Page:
Well, I did change my name (and on Facebook first, the real authority, or maybe just the one that didn't require a 2 hour wait). I got to thinking about why I wasn’t feeling that bad and why it seemed so easy to take on this new identity. My first thought is, although I do love my former last name and the family I came from, my immediate family members all have different names.
I am a humble man of humble means, but I have been fortunate enough to play a small part in some historical events. With a last name of a€?Tune,a€? it is appropriate that music has always been a large part of my life.
The ASVAB test told me I could be an engineer, so when it came time to pick a college, my future roommate John, also an aspiring engineer, decided that UT Austin would be the best place for us.
On New Year's Day, 1969, I was flipping channels on the TV and happened onto the Cotton Bowl in Dallas where UT was playing UT! As arrogant over-zealous college kids, we took great joy in chanting, a€?We're Number One!a€? - especially when by all measures it was literally true!
As a lowly freshman, I had little knowledge of the plans and preparation for taking a 200-piece band to a game in a€?enemya€? territory. As I recall, we left Austin Friday on a fleet of charter buses and headed for a hotel in a city in eastern Oklahoma, not far from Fayetteville, AK where the game was to be played.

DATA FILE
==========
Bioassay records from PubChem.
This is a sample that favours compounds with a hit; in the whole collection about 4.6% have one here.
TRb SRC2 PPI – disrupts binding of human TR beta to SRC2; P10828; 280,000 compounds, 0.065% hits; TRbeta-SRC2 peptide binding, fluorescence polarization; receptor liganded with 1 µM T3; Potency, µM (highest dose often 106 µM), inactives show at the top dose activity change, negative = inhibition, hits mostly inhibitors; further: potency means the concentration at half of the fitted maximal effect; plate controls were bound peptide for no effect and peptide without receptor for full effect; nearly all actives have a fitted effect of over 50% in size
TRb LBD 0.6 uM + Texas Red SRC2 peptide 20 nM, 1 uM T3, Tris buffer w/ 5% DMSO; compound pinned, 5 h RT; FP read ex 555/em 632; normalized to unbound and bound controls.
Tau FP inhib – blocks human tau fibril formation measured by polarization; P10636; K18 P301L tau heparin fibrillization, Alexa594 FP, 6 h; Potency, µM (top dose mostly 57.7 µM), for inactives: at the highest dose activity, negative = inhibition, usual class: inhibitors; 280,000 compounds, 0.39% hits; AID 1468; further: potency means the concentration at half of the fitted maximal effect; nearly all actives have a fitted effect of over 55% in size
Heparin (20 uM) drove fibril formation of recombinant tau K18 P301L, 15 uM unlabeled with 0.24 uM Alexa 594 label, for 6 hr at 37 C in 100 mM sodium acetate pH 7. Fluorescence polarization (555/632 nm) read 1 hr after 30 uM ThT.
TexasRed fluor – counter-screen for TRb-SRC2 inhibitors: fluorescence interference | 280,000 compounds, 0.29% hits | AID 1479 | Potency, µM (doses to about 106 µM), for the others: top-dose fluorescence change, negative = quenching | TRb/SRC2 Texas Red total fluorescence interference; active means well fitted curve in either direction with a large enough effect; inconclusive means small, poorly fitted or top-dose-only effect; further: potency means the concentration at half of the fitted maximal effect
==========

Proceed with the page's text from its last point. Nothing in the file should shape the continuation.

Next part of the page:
When we got to the stadium we were surprised at how small it was - about half the size of the Memorial Stadium in Austin. We had just won what would soon be called a€?The Game of the Century,a€? but the band's jubilation quickly turned to confusion and concern. Lest you be overly impressed with my memory for details of the game, I must confess to having help.
We had no idea at the time that one of our junior safeties was playing through the pain of bone cancer. It was also a topic that my friends and I discussed together as each of us transformed from a bride to a wife. Whether by accident or destiny, to this day it continues to shape many of my most meaningful experiences.
I was a total band geek and, due to a close association between band and FOOTBALL, a huge football fan. The University of Texas beat The University of Tennessee for its 9th straight win, and I got my first glimpse of the University of Texas Longhorn Band! In addition to broadening my horizons, meeting my future wife, and an amazing trip to Peru, LHB was also following and supporting a pretty amazing football team. Darrell Royal and Emory Bellard had installed a new-fangled offense called the a€?wishbonea€? in '68 and after a couple of stumbles in September, James Street took over as quarterback and with a bevy of running backs, UT rattled off nine consecutive wins including the Southwest Conference championship and a Cotton Bowl victory over Tennessee. When a rivalry reaches this level of competition between flagship schools of two states, battle lines are clearly drawn. On Saturday we crossed the Arkansas border and drove to the UA campus and unloaded our equipment. As was (and still is) our tradition, we began playing a€?The Eyesa€? at the end of the game, but instead of a smiling and jubilant Vincent R.